Product Overview Art Therapy
- What is art therapy?
- When do you do an art therapy?
- What do you do with an art therapy?
- What are the risks of art therapy?
- What do I have to consider after an art therapy?
What is art therapy?
Art therapy is one of the creative therapies. It is based on the realization that the creation of pictures and other artistic activities can have a healing effect.
Art therapy is a relatively young discipline. Meanwhile, it is used not only in psychosomatic or psychiatric hospitals, but also in retirement homes or special needs schools.
Art therapy is not about creating works of art, but about getting access to its inner world. The picture or the sculpture becomes the mirror of the soul in art therapy.
Art therapy builds on different disciplines. Depending on the training institute, it includes, for example, cognitive-behavioral, depth-psychological, anthropological or systemic approaches. In depth psychology, art therapy is sometimes referred to as design or painting therapy. However, it should not be confused with gestalt therapy, which is an independent form of psychotherapy with a humanistic approach.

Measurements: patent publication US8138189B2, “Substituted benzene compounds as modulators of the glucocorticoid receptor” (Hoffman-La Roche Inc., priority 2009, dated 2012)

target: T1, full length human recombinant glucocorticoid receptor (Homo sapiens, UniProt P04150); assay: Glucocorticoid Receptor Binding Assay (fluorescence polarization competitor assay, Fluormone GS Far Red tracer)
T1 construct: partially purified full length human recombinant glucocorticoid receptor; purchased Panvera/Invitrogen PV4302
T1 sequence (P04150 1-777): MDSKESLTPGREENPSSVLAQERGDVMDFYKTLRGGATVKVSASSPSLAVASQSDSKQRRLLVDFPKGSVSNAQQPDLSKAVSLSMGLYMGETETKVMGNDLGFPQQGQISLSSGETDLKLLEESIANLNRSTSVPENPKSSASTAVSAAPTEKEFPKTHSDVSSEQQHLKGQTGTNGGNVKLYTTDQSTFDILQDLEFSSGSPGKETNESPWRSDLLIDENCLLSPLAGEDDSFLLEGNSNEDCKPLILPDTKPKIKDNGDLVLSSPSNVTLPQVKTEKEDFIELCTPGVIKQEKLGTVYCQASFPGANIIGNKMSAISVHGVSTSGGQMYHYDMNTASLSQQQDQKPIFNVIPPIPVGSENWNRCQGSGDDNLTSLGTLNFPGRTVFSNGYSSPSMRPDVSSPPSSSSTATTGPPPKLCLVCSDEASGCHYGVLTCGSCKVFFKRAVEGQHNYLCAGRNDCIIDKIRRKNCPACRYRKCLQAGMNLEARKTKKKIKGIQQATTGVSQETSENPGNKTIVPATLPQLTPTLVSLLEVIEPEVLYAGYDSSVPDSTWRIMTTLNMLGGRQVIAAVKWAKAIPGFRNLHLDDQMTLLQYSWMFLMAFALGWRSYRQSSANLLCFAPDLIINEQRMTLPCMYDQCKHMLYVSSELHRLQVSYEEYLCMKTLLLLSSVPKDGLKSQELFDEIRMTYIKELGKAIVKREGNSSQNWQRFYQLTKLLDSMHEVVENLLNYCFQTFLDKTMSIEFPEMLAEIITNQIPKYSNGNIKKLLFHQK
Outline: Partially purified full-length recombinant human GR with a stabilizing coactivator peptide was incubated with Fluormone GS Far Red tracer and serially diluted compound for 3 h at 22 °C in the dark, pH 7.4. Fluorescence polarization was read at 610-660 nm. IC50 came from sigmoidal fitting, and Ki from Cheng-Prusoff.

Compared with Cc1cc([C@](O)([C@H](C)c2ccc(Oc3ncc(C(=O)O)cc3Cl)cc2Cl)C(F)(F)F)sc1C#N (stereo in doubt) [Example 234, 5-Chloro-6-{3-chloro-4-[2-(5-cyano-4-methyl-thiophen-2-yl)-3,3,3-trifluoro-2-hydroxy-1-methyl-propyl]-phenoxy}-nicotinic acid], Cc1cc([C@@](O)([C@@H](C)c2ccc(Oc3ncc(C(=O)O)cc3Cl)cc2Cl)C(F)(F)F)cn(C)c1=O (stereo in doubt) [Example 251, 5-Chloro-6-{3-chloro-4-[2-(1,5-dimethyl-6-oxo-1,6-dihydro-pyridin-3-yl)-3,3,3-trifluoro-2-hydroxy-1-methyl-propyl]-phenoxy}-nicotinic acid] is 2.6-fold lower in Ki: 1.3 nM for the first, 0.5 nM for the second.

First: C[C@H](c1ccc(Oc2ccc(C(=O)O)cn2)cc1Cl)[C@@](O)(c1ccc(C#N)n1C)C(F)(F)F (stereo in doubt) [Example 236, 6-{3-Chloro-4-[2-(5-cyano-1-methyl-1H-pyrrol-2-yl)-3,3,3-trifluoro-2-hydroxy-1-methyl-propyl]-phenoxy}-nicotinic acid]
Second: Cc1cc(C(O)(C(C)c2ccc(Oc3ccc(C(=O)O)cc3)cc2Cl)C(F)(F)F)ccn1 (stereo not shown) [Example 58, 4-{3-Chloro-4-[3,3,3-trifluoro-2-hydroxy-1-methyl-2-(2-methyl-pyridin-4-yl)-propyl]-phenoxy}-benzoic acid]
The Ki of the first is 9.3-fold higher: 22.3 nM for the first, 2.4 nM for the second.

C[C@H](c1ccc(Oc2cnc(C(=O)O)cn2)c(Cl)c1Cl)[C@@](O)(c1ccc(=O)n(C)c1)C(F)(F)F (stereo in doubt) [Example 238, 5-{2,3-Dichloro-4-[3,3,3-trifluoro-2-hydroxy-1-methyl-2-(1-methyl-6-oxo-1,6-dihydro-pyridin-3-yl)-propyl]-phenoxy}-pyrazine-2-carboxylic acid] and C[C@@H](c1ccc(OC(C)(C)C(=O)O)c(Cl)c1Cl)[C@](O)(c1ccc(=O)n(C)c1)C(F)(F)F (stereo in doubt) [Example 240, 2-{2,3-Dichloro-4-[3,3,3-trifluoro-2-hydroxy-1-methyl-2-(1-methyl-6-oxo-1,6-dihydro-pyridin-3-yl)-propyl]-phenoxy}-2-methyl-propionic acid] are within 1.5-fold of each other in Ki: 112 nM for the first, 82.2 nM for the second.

Although art therapy is a very popular therapy in many clinics and also on an outpatient basis, the profession of art therapist is not recognized by the state. This means that the training institutes for art therapy can determine the admission requirements themselves.
The cost of art therapy is usually not covered by the health insurance. They are only worn if the therapy is carried out as part of a therapy concept in a clinic. In most cases, it is offered as a group therapy. But it can also take the form of a single therapy.To the table of contents
When do you do an art therapy?
Art therapy is used in many areas. It is also suitable for children and the elderly for the treatment of mental disorders or physical illness.
Art therapy allows the patient to express himself without words. Therefore, it is also suitable for people with dementia or mental retardation.
People who had little or no contact with art so far can also benefit from art therapy. However, art therapy only makes sense if the patient can get involved. For people who are severely inhibited and want to take a brush out of fear of failure in the hand, another form of therapy may be more appropriate. However, overcoming these fears by art therapy would already be a therapeutic success.